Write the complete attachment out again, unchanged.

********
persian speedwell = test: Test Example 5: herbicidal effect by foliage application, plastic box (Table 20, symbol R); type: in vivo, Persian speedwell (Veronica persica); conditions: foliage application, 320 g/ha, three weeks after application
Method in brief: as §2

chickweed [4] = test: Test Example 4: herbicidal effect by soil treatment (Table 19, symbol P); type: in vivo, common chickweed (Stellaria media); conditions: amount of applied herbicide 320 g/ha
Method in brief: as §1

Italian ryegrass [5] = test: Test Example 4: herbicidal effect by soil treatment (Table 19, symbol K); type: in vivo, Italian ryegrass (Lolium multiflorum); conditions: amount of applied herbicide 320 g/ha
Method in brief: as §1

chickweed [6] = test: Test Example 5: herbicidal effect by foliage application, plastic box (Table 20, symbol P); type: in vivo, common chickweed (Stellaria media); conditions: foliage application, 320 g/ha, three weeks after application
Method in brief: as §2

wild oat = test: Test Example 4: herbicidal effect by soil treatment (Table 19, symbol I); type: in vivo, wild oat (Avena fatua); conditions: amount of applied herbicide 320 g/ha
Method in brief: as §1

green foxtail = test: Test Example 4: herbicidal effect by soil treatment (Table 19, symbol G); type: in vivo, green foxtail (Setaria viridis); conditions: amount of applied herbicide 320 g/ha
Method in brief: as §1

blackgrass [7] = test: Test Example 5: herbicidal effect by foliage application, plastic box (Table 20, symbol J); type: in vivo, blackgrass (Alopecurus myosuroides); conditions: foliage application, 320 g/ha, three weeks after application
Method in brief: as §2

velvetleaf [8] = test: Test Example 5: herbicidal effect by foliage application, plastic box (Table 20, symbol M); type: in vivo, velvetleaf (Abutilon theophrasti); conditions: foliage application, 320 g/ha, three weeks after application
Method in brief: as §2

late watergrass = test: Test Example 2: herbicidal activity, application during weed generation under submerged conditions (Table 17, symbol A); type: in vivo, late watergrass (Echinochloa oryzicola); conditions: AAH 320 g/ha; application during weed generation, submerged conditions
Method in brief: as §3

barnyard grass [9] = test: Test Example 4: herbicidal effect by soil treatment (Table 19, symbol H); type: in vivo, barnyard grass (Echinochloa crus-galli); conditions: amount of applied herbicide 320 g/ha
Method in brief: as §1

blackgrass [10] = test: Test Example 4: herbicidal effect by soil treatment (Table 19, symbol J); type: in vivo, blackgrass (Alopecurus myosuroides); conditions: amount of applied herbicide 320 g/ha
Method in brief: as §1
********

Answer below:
persian speedwell = test: Test Example 5: herbicidal effect by foliage application, plastic box (Table 20, symbol R); type: in vivo, Persian speedwell (Veronica persica); conditions: foliage application, 320 g/ha, three weeks after application
Method in brief: as §2

chickweed [4] = test: Test Example 4: herbicidal effect by soil treatment (Table 19, symbol P); type: in vivo, common chickweed (Stellaria media); conditions: amount of applied herbicide 320 g/ha
Method in brief: as §1

Italian ryegrass [5] = test: Test Example 4: herbicidal effect by soil treatment (Table 19, symbol K); type: in vivo, Italian ryegrass (Lolium multiflorum); conditions: amount of applied herbicide 320 g/ha
Method in brief: as §1

chickweed [6] = test: Test Example 5: herbicidal effect by foliage application, plastic box (Table 20, symbol P); type: in vivo, common chickweed (Stellaria media); conditions: foliage application, 320 g/ha, three weeks after application
Method in brief: as §2

wild oat = test: Test Example 4: herbicidal effect by soil treatment (Table 19, symbol I); type: in vivo, wild oat (Avena fatua); conditions: amount of applied herbicide 320 g/ha
Method in brief: as §1

green foxtail = test: Test Example 4: herbicidal effect by soil treatment (Table 19, symbol G); type: in vivo, green foxtail (Setaria viridis); conditions: amount of applied herbicide 320 g/ha
Method in brief: as §1

blackgrass [7] = test: Test Example 5: herbicidal effect by foliage application, plastic box (Table 20, symbol J); type: in vivo, blackgrass (Alopecurus myosuroides); conditions: foliage application, 320 g/ha, three weeks after application
Method in brief: as §2

velvetleaf [8] = test: Test Example 5: herbicidal effect by foliage application, plastic box (Table 20, symbol M); type: in vivo, velvetleaf (Abutilon theophrasti); conditions: foliage application, 320 g/ha, three weeks after application
Method in brief: as §2

late watergrass = test: Test Example 2: herbicidal activity, application during weed generation under submerged conditions (Table 17, symbol A); type: in vivo, late watergrass (Echinochloa oryzicola); conditions: AAH 320 g/ha; application during weed generation, submerged conditions
Method in brief: as §3

barnyard grass [9] = test: Test Example 4: herbicidal effect by soil treatment (Table 19, symbol H); type: in vivo, barnyard grass (Echinochloa crus-galli); conditions: amount of applied herbicide 320 g/ha
Method in brief: as §1

blackgrass [10] = test: Test Example 4: herbicidal effect by soil treatment (Table 19, symbol J); type: in vivo, blackgrass (Alopecurus myosuroides); conditions: amount of applied herbicide 320 g/ha
Method in brief: as §1